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No-till management of rainfed wheat is gaining popularity in semi-arid Mediterranean regions subsequent to improved water utilization, relative to the traditional wheat sowing following soil-discing. However, it is generally associated with straw mulching of the soil, which excludes straw-baling and stubble grazing by sheep. In the Northern Negev of Israel (250 mm of rainfall), during three years of drought, the yield of wheat grain was increased more than 40 per cent by no-till management, but straw mulching had no additive effect. During a “favorable year” (284 mm of rainfall), no effects on grain yield and quality were found for no-till or straw mulching. Dry Awassi ewes consumed daily 1 kg of wheat stubble, less than their requirement for maintenance. Energy expenditure, measured by the heart rate method, was 20 per cent higher in sheep grazing stubble than those fed an iso-energetic diet distributed indoors. Stubble grazing was economically profitable to both wheat growers and sheep-breeders.

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A system analysis of the interaction between wheat crop management and sheep grazing in aftermath stubble
61A
A system analysis of the interaction between wheat crop management and sheep grazing in aftermath stubble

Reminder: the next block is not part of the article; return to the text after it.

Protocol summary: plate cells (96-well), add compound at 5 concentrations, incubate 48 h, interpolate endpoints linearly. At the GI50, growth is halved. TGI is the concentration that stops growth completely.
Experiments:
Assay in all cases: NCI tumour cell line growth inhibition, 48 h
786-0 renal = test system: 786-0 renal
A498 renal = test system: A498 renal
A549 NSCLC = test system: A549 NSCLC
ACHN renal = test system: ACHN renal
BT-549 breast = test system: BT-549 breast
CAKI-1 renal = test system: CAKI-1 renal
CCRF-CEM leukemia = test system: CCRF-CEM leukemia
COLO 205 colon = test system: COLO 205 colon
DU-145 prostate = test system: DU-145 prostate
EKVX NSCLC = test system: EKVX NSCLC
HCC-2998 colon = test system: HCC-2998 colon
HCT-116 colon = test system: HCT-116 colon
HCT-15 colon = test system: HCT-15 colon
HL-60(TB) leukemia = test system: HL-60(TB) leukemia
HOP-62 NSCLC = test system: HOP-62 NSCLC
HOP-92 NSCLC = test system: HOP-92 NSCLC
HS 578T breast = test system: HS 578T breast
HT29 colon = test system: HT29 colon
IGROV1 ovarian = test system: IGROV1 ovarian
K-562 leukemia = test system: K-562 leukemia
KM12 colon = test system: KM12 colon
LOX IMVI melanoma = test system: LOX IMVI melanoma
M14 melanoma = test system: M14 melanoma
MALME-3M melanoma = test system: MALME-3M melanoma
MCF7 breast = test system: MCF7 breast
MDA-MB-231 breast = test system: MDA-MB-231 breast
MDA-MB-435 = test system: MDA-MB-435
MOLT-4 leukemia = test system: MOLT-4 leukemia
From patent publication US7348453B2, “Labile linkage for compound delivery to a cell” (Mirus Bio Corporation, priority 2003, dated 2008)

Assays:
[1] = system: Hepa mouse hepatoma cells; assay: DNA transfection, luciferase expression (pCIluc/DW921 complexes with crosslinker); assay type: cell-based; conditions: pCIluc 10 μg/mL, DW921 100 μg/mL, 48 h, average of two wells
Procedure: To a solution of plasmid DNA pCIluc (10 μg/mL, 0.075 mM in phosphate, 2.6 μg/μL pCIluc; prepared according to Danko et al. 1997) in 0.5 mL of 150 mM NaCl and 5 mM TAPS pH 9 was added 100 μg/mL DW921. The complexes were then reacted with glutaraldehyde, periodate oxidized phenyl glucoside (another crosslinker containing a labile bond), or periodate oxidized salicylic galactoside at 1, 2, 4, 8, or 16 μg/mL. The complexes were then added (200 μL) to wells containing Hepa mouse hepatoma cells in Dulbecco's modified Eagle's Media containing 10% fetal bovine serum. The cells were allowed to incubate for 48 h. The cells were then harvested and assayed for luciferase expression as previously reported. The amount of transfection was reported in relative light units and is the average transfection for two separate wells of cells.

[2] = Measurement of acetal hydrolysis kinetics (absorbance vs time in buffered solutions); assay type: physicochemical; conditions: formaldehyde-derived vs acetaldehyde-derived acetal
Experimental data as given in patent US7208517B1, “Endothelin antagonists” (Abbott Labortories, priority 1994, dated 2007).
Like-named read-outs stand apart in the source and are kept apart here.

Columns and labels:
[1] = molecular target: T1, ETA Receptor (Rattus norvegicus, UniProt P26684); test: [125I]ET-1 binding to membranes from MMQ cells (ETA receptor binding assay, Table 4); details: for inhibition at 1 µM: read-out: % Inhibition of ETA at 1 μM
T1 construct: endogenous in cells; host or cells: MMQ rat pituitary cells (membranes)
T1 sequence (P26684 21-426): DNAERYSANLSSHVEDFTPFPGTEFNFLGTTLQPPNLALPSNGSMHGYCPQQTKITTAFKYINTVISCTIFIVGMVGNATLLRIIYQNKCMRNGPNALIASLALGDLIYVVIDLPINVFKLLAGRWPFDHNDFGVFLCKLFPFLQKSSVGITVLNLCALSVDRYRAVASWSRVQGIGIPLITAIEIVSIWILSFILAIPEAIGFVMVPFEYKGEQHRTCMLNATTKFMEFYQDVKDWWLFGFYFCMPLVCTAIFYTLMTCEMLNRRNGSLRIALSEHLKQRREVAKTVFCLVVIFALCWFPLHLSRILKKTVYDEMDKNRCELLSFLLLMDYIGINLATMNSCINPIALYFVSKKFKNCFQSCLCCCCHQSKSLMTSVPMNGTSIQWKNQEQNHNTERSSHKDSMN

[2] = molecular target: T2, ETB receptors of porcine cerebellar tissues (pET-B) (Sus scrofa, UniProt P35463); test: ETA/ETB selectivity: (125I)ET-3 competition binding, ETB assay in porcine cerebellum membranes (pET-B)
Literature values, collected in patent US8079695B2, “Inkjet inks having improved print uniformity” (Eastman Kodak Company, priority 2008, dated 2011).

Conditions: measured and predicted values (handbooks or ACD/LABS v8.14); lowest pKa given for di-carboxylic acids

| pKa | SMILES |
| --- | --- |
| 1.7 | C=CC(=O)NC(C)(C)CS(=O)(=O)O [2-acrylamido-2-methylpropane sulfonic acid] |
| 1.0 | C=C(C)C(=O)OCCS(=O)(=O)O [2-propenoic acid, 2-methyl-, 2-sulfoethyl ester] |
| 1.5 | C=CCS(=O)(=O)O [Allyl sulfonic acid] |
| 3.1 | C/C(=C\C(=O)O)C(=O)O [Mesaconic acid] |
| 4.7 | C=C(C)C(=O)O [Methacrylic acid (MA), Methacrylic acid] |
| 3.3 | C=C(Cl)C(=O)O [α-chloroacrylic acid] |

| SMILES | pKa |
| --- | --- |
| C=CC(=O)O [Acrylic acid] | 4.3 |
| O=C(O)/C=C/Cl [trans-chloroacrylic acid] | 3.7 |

No-till management of rainfed wheat is gaining popularity in semi-arid Mediterranean regions subsequent to improved water utilization, relative to the traditional wheat sowing following soil-discing. However, it is generally associated with straw mulching of the soil, which excludes straw-baling and stubble grazing by sheep. In the Northern Negev of Israel (250 mm of rainfall), during three years of drought, the yield of wheat grain was increased more than 40 per cent by no-till management, but straw mulching had no additive effect. During a “favorable year” (284 mm of rainfall), no effects on grain yield and quality were found for no-till or straw mulching. Dry Awassi ewes consumed daily 1 kg of wheat stubble, less than their requirement for maintenance. Energy expenditure, measured by the heart rate method, was 20 per cent higher in sheep grazing stubble than those fed an iso-energetic diet distributed indoors. Stubble grazing was economically profitable to both wheat growers and sheep-breeders.

Scientific Publication
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